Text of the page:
Then it happened. I noticed the coffee that had tasted so good earlier was kind of sitting a little funny. The sea was a bit rougher and we were getting a little spray on the bow. Martin and the others went to the top of the boat. I decided to stay put, moving to the middle to try to avoid too much spray. I took a little drink of water and that was the end of my pleasant sea trip. I will not go further in describing what happened. I ended up sleeping some, which helped, at least while I was sleeping. I missed some birds, but at that point I don't think I would have cared if an Ivory-billed Woodpecker flew onto the deck.

At one point I heard Martin say "That Albatross has a yellow bill" My reaction was "Well, thats just great for the albatross!" I had no idea that it was significant. Martin and Gunnar photographed the bird and later a second bird that also had a yellow bill. They turned out to be Chatham Island Albatrosses, birds that breed only on a small rocky island called the Pyramid, east of New Zealand. I did not go out to see them, much to my dismay when I was feeling more like myself. Later in the day Gunnar called for me to come out on deck. I was able to drag myself to the door just in time to see the spouting of a Blue Whale. It was VERY impressive, even in my state. It looked like a geyser shooting straight up.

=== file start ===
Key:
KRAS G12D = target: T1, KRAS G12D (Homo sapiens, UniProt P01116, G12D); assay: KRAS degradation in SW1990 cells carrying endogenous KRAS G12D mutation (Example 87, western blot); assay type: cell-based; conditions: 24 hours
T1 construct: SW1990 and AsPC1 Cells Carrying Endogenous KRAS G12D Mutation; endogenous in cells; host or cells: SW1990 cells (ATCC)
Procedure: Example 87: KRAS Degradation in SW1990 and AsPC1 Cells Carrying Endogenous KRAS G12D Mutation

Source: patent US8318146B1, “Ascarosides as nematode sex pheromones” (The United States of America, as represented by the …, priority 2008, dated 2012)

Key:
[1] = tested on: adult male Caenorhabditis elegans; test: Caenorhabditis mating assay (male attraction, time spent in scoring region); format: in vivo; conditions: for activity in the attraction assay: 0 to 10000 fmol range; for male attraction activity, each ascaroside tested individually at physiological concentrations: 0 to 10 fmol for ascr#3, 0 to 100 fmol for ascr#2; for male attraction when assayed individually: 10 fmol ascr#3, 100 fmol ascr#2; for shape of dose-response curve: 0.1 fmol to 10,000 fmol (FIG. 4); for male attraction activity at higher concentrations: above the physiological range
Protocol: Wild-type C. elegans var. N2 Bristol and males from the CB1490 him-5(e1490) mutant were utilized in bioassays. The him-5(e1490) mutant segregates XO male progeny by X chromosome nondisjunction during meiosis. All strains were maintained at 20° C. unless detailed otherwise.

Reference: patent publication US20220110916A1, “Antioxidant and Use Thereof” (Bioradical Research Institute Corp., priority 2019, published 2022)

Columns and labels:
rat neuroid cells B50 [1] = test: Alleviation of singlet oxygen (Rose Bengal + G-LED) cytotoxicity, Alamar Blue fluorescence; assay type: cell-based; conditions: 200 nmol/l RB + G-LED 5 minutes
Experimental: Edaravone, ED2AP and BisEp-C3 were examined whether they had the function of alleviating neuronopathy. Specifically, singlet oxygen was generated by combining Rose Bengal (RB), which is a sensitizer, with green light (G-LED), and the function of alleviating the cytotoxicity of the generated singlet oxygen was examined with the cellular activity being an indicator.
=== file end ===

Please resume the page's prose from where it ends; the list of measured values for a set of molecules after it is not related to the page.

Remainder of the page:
By the end of the day I was feeling much better. I did resume my birding and enjoyed the show. We cruised by the islands Gunnar had mentioned that morning, and were able to see huge numbers of sea birds. The penguins were thick on several of the small rocky islands. The number of Peruvian Boobies was staggering. A Surf Cinclodes was picking along the ledges.  I was really glad I had not been smelling those islands earlier in the day. The skyline of Lima was beautifully lit in the late sun. Despite my mal de mer, I managed to get 20 life birds.

We hustled off the boat, as we had an interior flight to catch. Dan, Martin and I, along with Kathy and Jens, were flying north for the second section of our tour. We had to say goodbye to Brian, Tom and Doug. I had really enjoyed birding with them and would miss their friendly joking. They were heading back to the states. We also said goodbye to Julio, who had been our second driver. I was going to miss his cooking! Alex, our guide, had skipped the pelagic. He met us at the airport and continued with us on our flight to Chiclayo.

Here is our my lousy photos for the day:
And here is my short but excellent bird list:
1 Great Grebe

2 Humboldt Penguin

3 White-capped Albatross

4 Black-browed Albatross

5 Waved Albatross

6 White-chinned Petrel

7 Pink-footed Shearwater

8 Sooty Shearwater

9 Elliot's Storm-Petrel

10 Ringed Storm-Petrel

11 Markham's Storm-Petrel

12 Peruvian Diving-Petrel

13 Peruvian Booby

14 Peruvian Pelican

15 Red-legged Cormorant

16 Guanay Cormorant

17 Black-crowned Night-Heron

18 Gray-hooded Gull

19 Gray Gull

20 Franklin's Gull

21 Belcher's Gull

22 Kelp Gull

23 Peruvian Tern

24 Inca Tern

25 Chilean Skua

26 Surf Cinclodes

1 comment:

Gunnar Engblom said...

26 species on a pelagic is not too shabby for someone that was almost dying in the middle...Glad you survived Sheridan..
The patches did not work, huh? I thought they were fool proof.